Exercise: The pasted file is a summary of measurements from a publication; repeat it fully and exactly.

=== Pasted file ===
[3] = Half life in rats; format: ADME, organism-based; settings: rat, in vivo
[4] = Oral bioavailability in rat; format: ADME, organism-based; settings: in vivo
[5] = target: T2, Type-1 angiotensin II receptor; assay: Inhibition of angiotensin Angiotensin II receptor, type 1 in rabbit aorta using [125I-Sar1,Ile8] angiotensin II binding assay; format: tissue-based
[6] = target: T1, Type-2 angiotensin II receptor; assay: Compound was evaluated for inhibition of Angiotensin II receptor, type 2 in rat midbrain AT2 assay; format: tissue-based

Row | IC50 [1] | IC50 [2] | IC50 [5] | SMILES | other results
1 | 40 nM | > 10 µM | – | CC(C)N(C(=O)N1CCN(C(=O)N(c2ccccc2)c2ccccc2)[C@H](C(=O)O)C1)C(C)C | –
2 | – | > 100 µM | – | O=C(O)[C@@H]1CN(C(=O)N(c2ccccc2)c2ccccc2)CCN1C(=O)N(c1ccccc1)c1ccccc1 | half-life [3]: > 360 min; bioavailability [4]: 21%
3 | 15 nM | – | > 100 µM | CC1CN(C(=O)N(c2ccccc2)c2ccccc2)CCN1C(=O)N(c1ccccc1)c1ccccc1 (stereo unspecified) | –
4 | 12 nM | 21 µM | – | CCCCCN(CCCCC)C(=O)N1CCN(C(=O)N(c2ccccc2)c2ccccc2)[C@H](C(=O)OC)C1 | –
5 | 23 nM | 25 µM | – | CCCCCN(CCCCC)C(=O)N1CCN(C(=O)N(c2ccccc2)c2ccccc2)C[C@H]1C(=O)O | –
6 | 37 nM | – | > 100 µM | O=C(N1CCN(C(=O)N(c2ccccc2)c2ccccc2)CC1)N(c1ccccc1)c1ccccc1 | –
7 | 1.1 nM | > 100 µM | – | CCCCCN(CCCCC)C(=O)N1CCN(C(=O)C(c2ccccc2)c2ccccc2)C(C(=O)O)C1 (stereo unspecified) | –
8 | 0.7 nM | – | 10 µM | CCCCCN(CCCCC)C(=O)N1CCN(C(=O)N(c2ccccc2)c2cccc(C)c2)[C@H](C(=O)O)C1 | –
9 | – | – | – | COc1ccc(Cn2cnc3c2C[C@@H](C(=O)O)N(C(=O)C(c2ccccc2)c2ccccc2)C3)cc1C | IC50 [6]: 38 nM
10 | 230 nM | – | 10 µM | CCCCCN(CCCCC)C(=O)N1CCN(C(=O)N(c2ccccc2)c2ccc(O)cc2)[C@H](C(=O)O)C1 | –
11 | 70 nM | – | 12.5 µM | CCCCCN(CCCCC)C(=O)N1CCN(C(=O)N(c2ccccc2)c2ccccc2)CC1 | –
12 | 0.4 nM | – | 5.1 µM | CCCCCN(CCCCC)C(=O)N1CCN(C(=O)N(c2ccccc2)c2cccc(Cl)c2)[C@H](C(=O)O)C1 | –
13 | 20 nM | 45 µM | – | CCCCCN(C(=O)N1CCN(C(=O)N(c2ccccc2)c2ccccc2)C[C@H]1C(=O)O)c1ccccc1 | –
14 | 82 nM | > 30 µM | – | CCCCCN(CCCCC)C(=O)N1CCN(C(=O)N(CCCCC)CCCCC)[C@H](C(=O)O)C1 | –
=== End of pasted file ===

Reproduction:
[3] = Half life in rats; format: ADME, organism-based; settings: rat, in vivo
[4] = Oral bioavailability in rat; format: ADME, organism-based; settings: in vivo
[5] = target: T2, Type-1 angiotensin II receptor; assay: Inhibition of angiotensin Angiotensin II receptor, type 1 in rabbit aorta using [125I-Sar1,Ile8] angiotensin II binding assay; format: tissue-based
[6] = target: T1, Type-2 angiotensin II receptor; assay: Compound was evaluated for inhibition of Angiotensin II receptor, type 2 in rat midbrain AT2 assay; format: tissue-based

Row | IC50 [1] | IC50 [2] | IC50 [5] | SMILES | other results
1 | 40 nM | > 10 µM | – | CC(C)N(C(=O)N1CCN(C(=O)N(c2ccccc2)c2ccccc2)[C@H](C(=O)O)C1)C(C)C | –
2 | – | > 100 µM | – | O=C(O)[C@@H]1CN(C(=O)N(c2ccccc2)c2ccccc2)CCN1C(=O)N(c1ccccc1)c1ccccc1 | half-life [3]: > 360 min; bioavailability [4]: 21%
3 | 15 nM | – | > 100 µM | CC1CN(C(=O)N(c2ccccc2)c2ccccc2)CCN1C(=O)N(c1ccccc1)c1ccccc1 (stereo unspecified) | –
4 | 12 nM | 21 µM | – | CCCCCN(CCCCC)C(=O)N1CCN(C(=O)N(c2ccccc2)c2ccccc2)[C@H](C(=O)OC)C1 | –
5 | 23 nM | 25 µM | – | CCCCCN(CCCCC)C(=O)N1CCN(C(=O)N(c2ccccc2)c2ccccc2)C[C@H]1C(=O)O | –
6 | 37 nM | – | > 100 µM | O=C(N1CCN(C(=O)N(c2ccccc2)c2ccccc2)CC1)N(c1ccccc1)c1ccccc1 | –
7 | 1.1 nM | > 100 µM | – | CCCCCN(CCCCC)C(=O)N1CCN(C(=O)C(c2ccccc2)c2ccccc2)C(C(=O)O)C1 (stereo unspecified) | –
8 | 0.7 nM | – | 10 µM | CCCCCN(CCCCC)C(=O)N1CCN(C(=O)N(c2ccccc2)c2cccc(C)c2)[C@H](C(=O)O)C1 | –
9 | – | – | – | COc1ccc(Cn2cnc3c2C[C@@H](C(=O)O)N(C(=O)C(c2ccccc2)c2ccccc2)C3)cc1C | IC50 [6]: 38 nM
10 | 230 nM | – | 10 µM | CCCCCN(CCCCC)C(=O)N1CCN(C(=O)N(c2ccccc2)c2ccc(O)cc2)[C@H](C(=O)O)C1 | –
11 | 70 nM | – | 12.5 µM | CCCCCN(CCCCC)C(=O)N1CCN(C(=O)N(c2ccccc2)c2ccccc2)CC1 | –
12 | 0.4 nM | – | 5.1 µM | CCCCCN(CCCCC)C(=O)N1CCN(C(=O)N(c2ccccc2)c2cccc(Cl)c2)[C@H](C(=O)O)C1 | –
13 | 20 nM | 45 µM | – | CCCCCN(C(=O)N1CCN(C(=O)N(c2ccccc2)c2ccccc2)C[C@H]1C(=O)O)c1ccccc1 | –
14 | 82 nM | > 30 µM | – | CCCCCN(CCCCC)C(=O)N1CCN(C(=O)N(CCCCC)CCCCC)[C@H](C(=O)O)C1 | –